Android fans rumored to be getting bigger, more powerful HTC 8X clone with the M7
Here’s an interesting twist: An HTC Windows Phone design is evidently being reused for a new Android phone. Yes, after a few cycles of having it in reverse it appears now that HTC will take their highly praised 8X design and recycle it for a new Android M7.
The images come via Android Police and while this is far from official (or 100% confirmed), the phone looks different enough from the 8X to be legitimate.
Sense 5.0 is reportedly on board though specs were not elaborated upon. The camera LED, normally to the right of the camera on the 8X, has been moved to the left and the same goes for the front facing camera, which has also swapped sides. As Android Police point out, this could be an elaborate hoax but it fits with HTC’s MO of reusing previous designs across platforms to reduce cost (and bank on success if the design is popular).
Earlier rumored specifications of the device suggest that this is basically a bigger more badass 8X. As reported by our sister site Android Central, the twitter account @evleaks spilled the deets saying the M7 has “a 1080p display at 4.7 inches with an eye watering 468PPI. Underneath is said to be a second-generation Qualcomm quad-core processor, 2GB of RAM and 32GB of internal storage.”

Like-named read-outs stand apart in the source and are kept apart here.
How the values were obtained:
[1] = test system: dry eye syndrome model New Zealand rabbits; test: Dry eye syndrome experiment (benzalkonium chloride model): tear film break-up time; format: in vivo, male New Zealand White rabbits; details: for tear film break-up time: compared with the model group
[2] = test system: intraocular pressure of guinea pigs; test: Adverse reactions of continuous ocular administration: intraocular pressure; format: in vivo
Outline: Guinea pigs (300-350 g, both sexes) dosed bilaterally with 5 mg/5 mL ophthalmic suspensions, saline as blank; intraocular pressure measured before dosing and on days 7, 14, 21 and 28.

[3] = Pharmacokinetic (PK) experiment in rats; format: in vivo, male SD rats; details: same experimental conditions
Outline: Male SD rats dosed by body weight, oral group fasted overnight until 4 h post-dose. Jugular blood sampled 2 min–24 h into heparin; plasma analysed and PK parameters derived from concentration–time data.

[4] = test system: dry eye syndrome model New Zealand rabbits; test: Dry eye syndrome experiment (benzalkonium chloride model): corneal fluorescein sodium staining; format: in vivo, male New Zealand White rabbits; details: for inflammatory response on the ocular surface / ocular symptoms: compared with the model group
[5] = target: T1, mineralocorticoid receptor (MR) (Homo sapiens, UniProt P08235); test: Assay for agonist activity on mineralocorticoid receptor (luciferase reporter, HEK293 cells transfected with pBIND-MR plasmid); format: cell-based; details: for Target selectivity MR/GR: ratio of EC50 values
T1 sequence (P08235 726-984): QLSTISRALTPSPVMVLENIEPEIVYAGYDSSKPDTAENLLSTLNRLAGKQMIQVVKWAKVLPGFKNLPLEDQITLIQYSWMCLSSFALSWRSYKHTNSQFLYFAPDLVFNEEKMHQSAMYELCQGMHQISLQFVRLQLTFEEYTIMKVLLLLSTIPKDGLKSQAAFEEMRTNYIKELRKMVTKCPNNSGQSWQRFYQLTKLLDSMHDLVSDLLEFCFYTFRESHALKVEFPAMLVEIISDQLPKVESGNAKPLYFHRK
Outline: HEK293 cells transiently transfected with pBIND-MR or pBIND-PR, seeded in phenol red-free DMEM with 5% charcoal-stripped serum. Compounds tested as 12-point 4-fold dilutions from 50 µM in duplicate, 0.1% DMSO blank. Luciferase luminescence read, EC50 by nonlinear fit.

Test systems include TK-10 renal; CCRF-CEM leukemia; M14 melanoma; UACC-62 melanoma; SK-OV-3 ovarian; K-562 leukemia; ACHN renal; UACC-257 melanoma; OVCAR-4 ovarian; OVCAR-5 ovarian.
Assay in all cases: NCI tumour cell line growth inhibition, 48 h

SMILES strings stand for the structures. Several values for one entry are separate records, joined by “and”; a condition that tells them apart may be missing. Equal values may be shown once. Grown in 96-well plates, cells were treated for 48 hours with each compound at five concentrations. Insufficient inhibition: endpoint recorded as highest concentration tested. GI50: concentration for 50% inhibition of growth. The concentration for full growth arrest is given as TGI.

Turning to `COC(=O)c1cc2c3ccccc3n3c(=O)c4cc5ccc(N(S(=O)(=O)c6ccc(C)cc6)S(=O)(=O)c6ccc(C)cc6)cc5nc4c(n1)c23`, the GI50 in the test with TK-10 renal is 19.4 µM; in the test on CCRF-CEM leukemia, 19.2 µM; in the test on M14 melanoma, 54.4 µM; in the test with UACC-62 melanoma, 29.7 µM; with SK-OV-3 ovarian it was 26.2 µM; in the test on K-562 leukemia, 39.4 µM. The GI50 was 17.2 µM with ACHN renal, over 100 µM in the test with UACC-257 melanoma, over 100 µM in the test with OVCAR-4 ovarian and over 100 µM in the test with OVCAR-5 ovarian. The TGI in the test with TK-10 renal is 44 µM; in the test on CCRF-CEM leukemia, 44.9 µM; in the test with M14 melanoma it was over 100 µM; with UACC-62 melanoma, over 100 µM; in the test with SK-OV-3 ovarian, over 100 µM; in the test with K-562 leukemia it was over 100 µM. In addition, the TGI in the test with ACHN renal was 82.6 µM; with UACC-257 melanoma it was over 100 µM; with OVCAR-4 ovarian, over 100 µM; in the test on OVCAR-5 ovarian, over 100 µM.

Clearly we can see HTC moving into the 1080P range for displays, something for which they reportedly want to do with Windows Phone 8 but can’t. Ironically, if Windows Phone 8 does get bumped for 1080P, we could see the 8X rebranded as the M7 come back to Windows Phone as the 8X2 or something similar, completing the odd HTC product design cycle.
The M7 is rumored to be revealed at Mobile World Congress in Barcelona next month.
So how do you folks feel over Windows Phone now being mimicked for Android? Better than before when we were getting recycled designs or worse knowing that Android fans will finally get that 8X look and feel? Let us know.
Source: Android Police; via Android Central
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Daniel Rubino is the Editor-in-chief of Windows Central, head reviewer, podcast co-host, and analyst. He has been covering Microsoft since 2007 when this site was called WMExperts (and later Windows Phone Central). His interests include Windows, laptops, next-gen computing, and for some reason, watches. Before all this tech stuff, he worked on a Ph.D. in linguistics, watched people sleep (for medical purposes!), and ran the projectors at movie theaters because it was fun.